This was the real starting point for the Revolution in the Colonies. Thomas Jefferson, John Adams and others worked feverishly to craft a US Constitution that would under no circumstances include anyone as a white man as equal.

The first draft read, “All mean are born free,” but this lead to Jefferson being shouted down and told to modify it. And as is the case with all sleazy lawyers, he produced the clear yet cleverly ambiguous, “All men are created equal.” Blacks were not equal as they were only ¾ man.

This was no more evident than in the Dred Scott case of AD 1846 (file no. 60 U.S. 393 1857) and the subsequent decision handed down in AD 1857, in which the file documents read, Plaintiff in Error. The reason was that Scott was trying to do the same thing that Somerset did, but he was in the United States. His master wanted him returned and Scott did not want to at all.

The judge made it clear that Dred Scott is an Englishman’s name and since his name is not Scott and he could not produce any noble name, title, pedigree trace or other evidence of who he really was to give the court that would

establish that he was 1) human, 2) a man and 3) capable of being recognised in his full person in court and not a legal fiction or property (in which case he could not possibly be free as property is owned and property cannot own property and have inalienable rights like “freedom”), then he must be what his master described and be returned home.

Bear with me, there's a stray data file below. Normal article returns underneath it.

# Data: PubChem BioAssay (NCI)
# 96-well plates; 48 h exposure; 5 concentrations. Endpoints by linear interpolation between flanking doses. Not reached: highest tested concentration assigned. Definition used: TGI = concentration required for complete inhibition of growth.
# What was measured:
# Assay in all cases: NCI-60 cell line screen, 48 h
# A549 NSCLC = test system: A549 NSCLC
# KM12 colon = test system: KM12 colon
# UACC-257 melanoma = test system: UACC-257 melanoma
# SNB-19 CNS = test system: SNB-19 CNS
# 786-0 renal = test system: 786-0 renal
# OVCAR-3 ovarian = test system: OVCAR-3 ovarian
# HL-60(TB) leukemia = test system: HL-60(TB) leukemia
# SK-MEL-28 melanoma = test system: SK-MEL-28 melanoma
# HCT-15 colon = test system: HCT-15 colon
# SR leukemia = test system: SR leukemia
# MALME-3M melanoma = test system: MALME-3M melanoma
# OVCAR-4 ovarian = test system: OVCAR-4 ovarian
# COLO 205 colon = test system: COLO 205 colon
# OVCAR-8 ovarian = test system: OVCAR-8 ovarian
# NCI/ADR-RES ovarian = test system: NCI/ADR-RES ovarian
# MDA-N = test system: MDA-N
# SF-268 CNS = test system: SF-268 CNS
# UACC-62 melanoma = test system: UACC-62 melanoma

No black had the right to sue for freedom, whether it lower court or supreme as they were not American citizens but property. The book gives a brilliant analysis of Somerset’s case and the subsequent war that ensued due to the case.

Every chapter has twists and turns and demonstrates how corrupt, depraved and despicable the “Founding Fathers” of that putrid nation state dynasty/empire were and why the Transatlantic Slave Trade and all of its’ after effects are cursed.

I strongly advise anyone who is able to take a good look through this book and benefit from all of the gems it has to offer. The book is well researched but not tediously bookish. Anyone who enjoys a good read can take this book for bedtime reading, on the beach, a cross country drive or plane ride. It is that good. More importantly, it explains the reasons why things are as they stand today. Perhaps within its’ pages is also the solution to this catastrophe.

3 responses to “Book Review: Slave Nation

  1. Pingback: Your Questions About Slave Trade - The Ultimate Hypnosis and Self Hypnosis Resource - DIY Hypnosis·

  2. Pingback: Your Questions About Slave Trade - The Ultimate Hypnosis and Self Hypnosis Resource - DIY Hypnosis·

  3. Pingback: Your Questions About Slave Trade - The Ultimate Hypnosis and Self Hypnosis Resource - DIY Hypnosis·

Leave a Reply

Fill in your details below or click an icon to log in: Logo

You are commenting using your account. Log Out /  Change )

Google photo

You are commenting using your Google account. Log Out /  Change )

Twitter picture

You are commenting using your Twitter account. Log Out /  Change )

Facebook photo

You are commenting using your Facebook account. Log Out /  Change )

Connecting to %s